We see the problems that arise with self-made men in Abimelech (Judg 9.1-57) and the destruction it caused, even to his family. Those whom the family appointed, as Samuel desired to do with his sons, was the initial theme of God's authority being set aside by the nation. Is not Saul an example to us of those who are appointed by men, who will always look on the outward appearance and know not the heart? It is far better to leave this issue with God to set in place those who are made elders by the Holy Spirit.
2. The excellence of the task (1 Tim 3.1)
An elder is said to desire a good work. The thought behind the word "good" carries the idea of that which is beautiful. Can there be anything more beautiful than to be called by the Holy Spirit to watch over that which is for God. It is seen as a "work", and this word carries the thought of the energy and labour that is needed for this ministry. This is not merely sitting in a room to discuss that which may be brought up at a so-called elders meeting, and no further exercise is used such as visitation, instruction in the Word of God, and seeking to preserve the Lord's things in the Lord's way.
3. Expectations in character (1 Tim 3.2a)
Here we see the private life of the elder. He is set forth as a bishop, which would indicate the ministry in which he is engaged. The word shows that he must look over the work of God and inspect at all times to see all is moving for the Lord. He is also to be the husband of one wife and this has caused considerable controversy among writers and speakers alike. It is obvious that the normal path of a man is to have a wife and as one brother put this, he must be a "one woman man", who is not always seeking to divide his affections. We see the problem this caused in 1 Samuel 1 with Elkanah and his wives. Please note that it does not state that the elder is the husband of "a" wife, as if this is vital to a brother being an elder. Many good men have proved themselves worthy of this calling even though they have not married.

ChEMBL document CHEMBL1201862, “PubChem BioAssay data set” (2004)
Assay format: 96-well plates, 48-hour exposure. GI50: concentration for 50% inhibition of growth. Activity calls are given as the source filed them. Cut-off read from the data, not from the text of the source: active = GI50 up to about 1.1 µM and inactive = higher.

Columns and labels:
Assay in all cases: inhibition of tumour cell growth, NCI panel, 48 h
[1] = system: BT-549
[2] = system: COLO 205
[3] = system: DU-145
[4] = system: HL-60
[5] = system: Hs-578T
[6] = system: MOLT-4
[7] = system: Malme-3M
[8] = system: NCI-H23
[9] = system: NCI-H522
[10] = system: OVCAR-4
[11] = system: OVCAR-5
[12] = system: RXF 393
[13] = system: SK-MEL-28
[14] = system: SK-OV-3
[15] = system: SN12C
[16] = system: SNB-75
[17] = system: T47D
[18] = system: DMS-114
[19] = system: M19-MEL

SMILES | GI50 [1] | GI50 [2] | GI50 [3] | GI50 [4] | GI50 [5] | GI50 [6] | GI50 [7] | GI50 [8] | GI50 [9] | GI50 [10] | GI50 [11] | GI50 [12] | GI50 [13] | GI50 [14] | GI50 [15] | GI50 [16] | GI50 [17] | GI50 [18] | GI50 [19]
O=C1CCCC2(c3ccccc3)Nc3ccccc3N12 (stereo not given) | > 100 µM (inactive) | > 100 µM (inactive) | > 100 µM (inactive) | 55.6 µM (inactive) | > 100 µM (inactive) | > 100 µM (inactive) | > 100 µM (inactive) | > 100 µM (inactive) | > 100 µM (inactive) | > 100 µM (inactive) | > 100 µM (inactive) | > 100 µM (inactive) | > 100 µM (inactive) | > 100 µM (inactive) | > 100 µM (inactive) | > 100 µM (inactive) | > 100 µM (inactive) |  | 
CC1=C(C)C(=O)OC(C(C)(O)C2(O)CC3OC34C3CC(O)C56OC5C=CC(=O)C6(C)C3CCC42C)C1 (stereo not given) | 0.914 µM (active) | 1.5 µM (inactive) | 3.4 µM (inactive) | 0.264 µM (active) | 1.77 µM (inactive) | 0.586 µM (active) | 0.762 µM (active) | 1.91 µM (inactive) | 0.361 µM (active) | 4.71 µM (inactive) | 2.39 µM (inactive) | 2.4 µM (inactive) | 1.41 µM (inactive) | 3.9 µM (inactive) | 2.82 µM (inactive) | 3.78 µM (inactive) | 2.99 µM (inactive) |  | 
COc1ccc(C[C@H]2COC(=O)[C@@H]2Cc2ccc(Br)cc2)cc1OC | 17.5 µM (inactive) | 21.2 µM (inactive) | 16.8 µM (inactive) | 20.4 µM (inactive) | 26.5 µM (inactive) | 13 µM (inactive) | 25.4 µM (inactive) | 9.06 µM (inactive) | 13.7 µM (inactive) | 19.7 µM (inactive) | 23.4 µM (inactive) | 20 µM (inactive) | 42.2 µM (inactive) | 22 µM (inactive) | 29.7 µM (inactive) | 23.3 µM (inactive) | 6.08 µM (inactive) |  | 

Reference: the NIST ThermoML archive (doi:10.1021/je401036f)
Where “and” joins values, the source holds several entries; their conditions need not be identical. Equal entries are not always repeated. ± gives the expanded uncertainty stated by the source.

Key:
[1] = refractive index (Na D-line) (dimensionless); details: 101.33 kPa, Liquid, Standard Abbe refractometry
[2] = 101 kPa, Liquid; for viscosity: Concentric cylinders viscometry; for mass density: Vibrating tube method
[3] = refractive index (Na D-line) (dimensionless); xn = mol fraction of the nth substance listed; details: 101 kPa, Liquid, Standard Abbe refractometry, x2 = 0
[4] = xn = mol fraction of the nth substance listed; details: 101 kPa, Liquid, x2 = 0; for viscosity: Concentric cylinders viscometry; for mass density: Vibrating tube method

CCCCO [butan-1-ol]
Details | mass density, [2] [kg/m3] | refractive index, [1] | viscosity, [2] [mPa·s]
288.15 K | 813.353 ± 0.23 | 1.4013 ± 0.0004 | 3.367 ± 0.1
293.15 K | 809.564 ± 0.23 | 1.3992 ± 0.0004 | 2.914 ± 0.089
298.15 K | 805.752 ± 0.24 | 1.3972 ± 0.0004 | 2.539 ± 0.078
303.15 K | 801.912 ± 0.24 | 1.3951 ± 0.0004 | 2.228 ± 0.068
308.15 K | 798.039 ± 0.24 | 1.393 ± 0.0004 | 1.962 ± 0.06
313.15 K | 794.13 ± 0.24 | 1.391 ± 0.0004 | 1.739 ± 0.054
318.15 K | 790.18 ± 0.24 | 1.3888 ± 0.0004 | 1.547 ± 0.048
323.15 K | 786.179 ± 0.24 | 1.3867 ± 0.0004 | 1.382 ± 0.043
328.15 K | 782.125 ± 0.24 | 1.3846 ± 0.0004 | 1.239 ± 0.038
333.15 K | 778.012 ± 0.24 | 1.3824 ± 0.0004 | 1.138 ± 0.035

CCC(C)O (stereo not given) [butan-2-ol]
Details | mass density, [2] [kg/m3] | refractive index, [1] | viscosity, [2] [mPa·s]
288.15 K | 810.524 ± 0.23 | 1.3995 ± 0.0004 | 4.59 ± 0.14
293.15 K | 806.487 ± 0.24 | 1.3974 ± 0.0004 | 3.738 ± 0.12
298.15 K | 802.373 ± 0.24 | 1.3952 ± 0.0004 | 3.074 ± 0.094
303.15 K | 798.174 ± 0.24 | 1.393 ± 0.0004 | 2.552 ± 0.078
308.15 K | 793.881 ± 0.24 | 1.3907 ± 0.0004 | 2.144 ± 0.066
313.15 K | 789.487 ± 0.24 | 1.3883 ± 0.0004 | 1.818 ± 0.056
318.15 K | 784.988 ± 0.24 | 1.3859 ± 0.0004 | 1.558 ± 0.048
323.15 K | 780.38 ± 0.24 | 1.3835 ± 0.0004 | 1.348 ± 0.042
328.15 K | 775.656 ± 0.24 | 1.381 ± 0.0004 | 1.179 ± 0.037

The other expectations in character manifest the features that will mark any Christian who has divine interests at heart. They are the things that new birth, and the transformation that takes place in the life at conversion make evident that salvation is a reality.
4. Expounding the word (1 Tim 3.2ff)
There are features that go together, that is "given to hospitality, apt to teach". It is a very sad thing when hospitality is not practised by those in responsibility, and yet how many neglect this injunction. I was in one assembly where I did not know where the elders lived let alone be given hospitality by them. Hospitality is enjoined upon all believers as Romans 12.13 makes clear. With an elder this is essential for it is followed by being "apt to teach". What better place to seek to help a saint than after a meal and showing kindness, then to bring to their attention something that needs to be set in order in the life. A brother once told me that if they were invited to one of the elder's homes, they knew that something needed to be adjusted, but he always did it over a meal. This was greatly appreciated.
To be continued.